The state of emergency in Turkey will be extended for 3 months starting from October 19, Deputy Prime Minister Numan Kurtulmuş announced Monday.
Speaking to reporters after the Cabinet meeting, Kurtulmuş said the Cabinet followed the National Security Council's advice to extend the state of emergency to ensure the protection of Turkish democracy and rule of law.
Last week, Turkey's top national security body chaired by President Recep Tayyip Erdoğan said the three-month state of emergency imposed in the wake of the July 15 coup bid should be extended when it expires in October.
Speaking about Turkey's possible participation in coalition operations to liberate Mosul and Raqqa from Daish, Kurtulmuş said as a condition the terrorist groups PYD/YPG must be excluded from the operation.
The deputy PM also said that Turkey's presence in northern Iraq's Bashiqa camp has nothing to do with the liberation of Mosul from Daish, which he said can only be successful with local Arab elements.
Turkey has repeatedly said that it will support and cooperate in operations to liberate Mosul, as well as Syria's Raqqa, from Daish but the PYD/YPG must not be included in the operations. While the U.S. sees the Democratic Union Party (PYD) and the People's Protection Units (YPG) as its "partners" in Syria against Daish, Turkey sees the group as terrorists, due to its organic links with the PKK.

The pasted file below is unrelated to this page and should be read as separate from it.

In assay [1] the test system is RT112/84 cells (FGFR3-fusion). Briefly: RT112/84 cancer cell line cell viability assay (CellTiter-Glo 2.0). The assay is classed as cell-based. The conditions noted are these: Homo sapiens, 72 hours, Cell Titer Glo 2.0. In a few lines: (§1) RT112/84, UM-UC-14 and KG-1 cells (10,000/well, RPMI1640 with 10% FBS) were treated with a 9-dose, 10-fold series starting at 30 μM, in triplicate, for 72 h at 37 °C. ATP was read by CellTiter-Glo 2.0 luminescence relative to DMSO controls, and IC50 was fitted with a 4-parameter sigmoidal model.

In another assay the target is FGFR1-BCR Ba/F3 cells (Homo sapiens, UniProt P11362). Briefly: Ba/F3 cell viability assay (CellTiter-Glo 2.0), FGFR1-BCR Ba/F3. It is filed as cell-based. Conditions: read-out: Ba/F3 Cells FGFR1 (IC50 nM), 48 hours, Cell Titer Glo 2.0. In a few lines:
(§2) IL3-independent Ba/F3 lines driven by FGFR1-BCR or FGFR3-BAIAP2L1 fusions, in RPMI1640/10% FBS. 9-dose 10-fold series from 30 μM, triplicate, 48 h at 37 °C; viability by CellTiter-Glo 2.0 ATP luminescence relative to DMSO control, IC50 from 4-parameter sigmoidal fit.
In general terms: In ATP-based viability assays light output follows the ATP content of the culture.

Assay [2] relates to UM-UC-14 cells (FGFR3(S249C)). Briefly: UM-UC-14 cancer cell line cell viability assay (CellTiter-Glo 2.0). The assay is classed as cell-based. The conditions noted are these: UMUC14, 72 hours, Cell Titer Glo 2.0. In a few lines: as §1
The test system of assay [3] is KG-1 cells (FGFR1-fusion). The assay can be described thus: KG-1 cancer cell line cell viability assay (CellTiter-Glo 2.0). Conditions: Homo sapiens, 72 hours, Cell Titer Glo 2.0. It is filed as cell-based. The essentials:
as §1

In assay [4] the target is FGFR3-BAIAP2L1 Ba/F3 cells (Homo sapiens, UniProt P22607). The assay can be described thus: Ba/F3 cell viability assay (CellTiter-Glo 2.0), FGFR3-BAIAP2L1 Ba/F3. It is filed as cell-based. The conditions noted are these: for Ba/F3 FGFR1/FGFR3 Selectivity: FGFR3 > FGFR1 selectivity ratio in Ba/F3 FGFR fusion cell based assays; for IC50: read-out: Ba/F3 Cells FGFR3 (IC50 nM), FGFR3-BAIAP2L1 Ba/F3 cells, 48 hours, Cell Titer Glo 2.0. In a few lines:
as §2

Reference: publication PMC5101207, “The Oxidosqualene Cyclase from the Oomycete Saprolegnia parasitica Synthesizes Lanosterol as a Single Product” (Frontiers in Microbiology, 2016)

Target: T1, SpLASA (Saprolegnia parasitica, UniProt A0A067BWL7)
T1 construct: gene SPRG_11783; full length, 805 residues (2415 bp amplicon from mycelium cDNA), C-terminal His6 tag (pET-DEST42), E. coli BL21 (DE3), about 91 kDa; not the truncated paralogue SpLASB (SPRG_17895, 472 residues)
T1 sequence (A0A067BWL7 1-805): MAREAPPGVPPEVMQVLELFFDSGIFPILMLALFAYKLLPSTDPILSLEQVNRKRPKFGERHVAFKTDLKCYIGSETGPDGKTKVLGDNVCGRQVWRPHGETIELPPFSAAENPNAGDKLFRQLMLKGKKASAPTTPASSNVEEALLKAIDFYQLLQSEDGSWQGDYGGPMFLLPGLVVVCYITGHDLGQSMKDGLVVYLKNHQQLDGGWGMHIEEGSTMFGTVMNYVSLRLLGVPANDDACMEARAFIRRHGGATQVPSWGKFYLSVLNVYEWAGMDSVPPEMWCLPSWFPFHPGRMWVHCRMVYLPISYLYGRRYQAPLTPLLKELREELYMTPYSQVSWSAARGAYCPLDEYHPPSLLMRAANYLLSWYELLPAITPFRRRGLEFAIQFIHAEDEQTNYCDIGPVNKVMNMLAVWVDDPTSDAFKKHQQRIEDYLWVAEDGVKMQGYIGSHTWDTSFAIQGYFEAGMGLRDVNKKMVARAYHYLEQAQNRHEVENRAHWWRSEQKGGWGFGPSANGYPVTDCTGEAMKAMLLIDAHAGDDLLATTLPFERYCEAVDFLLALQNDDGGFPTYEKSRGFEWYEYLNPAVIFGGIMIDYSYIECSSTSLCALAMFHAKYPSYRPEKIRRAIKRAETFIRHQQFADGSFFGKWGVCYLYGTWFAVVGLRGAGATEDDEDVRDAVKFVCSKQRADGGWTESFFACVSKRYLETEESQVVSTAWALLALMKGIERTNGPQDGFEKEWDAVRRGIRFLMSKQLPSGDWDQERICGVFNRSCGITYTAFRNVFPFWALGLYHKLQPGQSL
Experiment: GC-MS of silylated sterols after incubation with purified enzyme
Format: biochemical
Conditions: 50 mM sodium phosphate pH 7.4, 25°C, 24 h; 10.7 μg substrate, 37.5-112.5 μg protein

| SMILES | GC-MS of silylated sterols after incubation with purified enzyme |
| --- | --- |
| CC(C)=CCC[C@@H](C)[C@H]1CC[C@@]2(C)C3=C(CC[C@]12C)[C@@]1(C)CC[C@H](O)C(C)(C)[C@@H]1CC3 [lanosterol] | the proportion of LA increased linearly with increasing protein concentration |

Meanwhile, Kurtulmuş also said that the government has submitted a file on the arrest of the leader of Gülenist Terror Group (FETÖ), Fetullah Gülen, who resided in the United States.
"Turkey expects the U.S. authorities to do what is necessary on the extradition of the figure leading FETÖ," Kurtulmuş said.
The failed July 15 coup attempt, which left 241 people dead and nearly 2,200 injured, was organized by followers of Gülen, who has lived in self-imposed exile on a 400-acre property in the foothills of the Pocono Mountains in Pennsylvania since 1999. Gülen has led a long-running campaign to overthrow the state through infiltration of Turkish institutions, particularly the military, police and judiciary, forming what the government has called the parallel structure.